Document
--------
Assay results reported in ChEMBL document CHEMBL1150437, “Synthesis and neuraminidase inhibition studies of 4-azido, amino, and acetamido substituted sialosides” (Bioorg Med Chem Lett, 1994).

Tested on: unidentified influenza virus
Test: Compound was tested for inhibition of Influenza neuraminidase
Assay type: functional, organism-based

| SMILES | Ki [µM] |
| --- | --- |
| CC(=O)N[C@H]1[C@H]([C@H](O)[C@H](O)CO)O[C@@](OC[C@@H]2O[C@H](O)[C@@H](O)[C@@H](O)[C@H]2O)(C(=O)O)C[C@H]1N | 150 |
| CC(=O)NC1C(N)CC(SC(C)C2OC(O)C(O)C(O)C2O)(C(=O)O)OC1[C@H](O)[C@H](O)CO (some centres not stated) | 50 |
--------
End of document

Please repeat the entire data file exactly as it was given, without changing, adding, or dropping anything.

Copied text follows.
Assay results reported in ChEMBL document CHEMBL1150437, “Synthesis and neuraminidase inhibition studies of 4-azido, amino, and acetamido substituted sialosides” (Bioorg Med Chem Lett, 1994).

Tested on: unidentified influenza virus
Test: Compound was tested for inhibition of Influenza neuraminidase
Assay type: functional, organism-based

| SMILES | Ki [µM] |
| --- | --- |
| CC(=O)N[C@H]1[C@H]([C@H](O)[C@H](O)CO)O[C@@](OC[C@@H]2O[C@H](O)[C@@H](O)[C@@H](O)[C@H]2O)(C(=O)O)C[C@H]1N | 150 |
| CC(=O)NC1C(N)CC(SC(C)C2OC(O)C(O)C(O)C2O)(C(=O)O)OC1[C@H](O)[C@H](O)CO (some centres not stated) | 50 |